“Judge a man by his questions rather than by his answers.” – Voltaire
In school we are taught the concept of the ‘5 W’s’ , ‘who’, ‘what’, ‘where’, when’, and ‘why’. In theory these questions should be sufficient to collect the information you need to explain whatever you’re investigating to others.
The problem with this concept is that it groups four very straightforward questions ‘who’, ‘what’, ‘where’, ‘when’, with one very subjective and elusive question; ‘why?’. ‘Why’ is an incredibly powerful question because it forces us to evaluate the purpose or cause of something. For example, why are you reading this article? Chances are there is a convenient answer that could be used (‘I saw the link on facebook’), but in reality there are many answers required if we are looking for understanding.
The power of the question of ‘why’ isn’t a novel idea. It’s reflected in the lean manufacturing concept of 5 why’s , as well as in the NLP concept of ‘chunking up’. We can both narrow the domain of our questions to a specific path (‘Why did you choose to click on the link in facebook?’), or leave it in it’s solitary form and follow a path so broad it is bound to lead to philosophy (‘Why?’). It is this second form which most 3 year olds learn to master, and it’s startling how quickly their application of it can lead us to the limits of our own knowledge or understanding.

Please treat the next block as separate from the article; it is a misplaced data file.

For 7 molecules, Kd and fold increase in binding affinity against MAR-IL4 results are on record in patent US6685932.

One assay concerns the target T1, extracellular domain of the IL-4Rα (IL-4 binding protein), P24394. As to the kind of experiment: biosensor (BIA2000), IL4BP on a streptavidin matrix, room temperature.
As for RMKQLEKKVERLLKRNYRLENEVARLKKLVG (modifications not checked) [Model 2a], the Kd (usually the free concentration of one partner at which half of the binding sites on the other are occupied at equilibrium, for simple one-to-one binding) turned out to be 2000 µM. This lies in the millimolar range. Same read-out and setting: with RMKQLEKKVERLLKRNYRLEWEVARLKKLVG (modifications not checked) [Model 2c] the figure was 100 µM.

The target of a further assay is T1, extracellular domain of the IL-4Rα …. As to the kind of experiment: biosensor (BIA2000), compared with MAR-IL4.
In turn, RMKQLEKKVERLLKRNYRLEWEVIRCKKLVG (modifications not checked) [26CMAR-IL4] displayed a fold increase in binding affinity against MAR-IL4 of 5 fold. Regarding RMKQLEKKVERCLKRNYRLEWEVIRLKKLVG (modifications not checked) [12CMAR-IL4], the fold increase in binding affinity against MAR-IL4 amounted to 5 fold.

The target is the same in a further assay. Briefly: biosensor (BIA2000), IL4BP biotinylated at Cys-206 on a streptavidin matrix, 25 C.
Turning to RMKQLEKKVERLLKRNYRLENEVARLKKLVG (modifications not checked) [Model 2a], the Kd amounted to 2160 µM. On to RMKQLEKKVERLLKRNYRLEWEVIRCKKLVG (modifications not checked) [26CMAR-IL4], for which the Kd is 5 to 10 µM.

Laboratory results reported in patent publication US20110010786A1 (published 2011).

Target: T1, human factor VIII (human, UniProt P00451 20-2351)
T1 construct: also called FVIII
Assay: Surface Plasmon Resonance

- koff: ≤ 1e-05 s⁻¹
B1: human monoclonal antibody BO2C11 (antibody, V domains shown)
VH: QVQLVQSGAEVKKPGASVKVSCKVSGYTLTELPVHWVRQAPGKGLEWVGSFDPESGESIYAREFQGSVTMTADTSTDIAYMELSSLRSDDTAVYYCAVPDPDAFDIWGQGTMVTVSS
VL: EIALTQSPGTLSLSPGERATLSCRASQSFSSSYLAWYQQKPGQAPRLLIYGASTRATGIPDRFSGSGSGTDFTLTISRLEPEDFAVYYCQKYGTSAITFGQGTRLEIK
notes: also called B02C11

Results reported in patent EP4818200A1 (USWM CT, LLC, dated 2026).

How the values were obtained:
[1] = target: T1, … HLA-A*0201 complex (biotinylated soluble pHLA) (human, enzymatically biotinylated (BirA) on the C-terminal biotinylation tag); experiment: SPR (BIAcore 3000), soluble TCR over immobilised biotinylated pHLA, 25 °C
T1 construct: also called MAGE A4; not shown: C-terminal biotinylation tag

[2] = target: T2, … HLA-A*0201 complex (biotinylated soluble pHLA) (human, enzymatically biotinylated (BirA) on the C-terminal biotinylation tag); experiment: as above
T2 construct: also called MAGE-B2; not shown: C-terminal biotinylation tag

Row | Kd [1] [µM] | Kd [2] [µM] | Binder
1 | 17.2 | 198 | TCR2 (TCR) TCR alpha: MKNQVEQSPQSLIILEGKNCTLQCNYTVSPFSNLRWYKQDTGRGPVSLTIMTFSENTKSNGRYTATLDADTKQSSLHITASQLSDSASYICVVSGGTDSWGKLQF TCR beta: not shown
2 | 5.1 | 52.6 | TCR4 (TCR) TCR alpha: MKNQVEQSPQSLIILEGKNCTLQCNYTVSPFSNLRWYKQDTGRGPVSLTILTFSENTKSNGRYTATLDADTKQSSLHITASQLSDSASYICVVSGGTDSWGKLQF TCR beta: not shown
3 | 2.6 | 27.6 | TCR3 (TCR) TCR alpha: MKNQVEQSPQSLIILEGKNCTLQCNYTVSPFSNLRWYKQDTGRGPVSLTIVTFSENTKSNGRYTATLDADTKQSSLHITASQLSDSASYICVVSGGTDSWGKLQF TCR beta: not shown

If we want to become efficient as an individual or as an organization it is important that we understand the reasons we do things. The lack of this discipline is obvious in many organizations where ineffective practices are retained, only because that’s how things have always been done. If you’re building an iPhone app for your product, why? Instagram built a successful social network without building a corresponding web app. That never would have been possible if they had built a website just like every other social networking site because ‘that’s what you do’.
This isn’t to say you need to justify every action you do. It’s okay, and in my opinion important, to have those things which you decide are outside the scope of this analysis. These can be our core values, beliefs, morals. However, we should be aware of the things we choose to put into this category. Identifying them will both allow you to indulge in them without feeling guilt for the lack of justification, and will also protect them from being optimized away.
If you haven’t tried the exercise of asking yourself ‘why’, give it a shot. The next time your business is undertaking a project, make sure you understand why. Not the superficial why, but the why that ties it all the way back to the mission of your business. You’ll be that much more effective for the effort.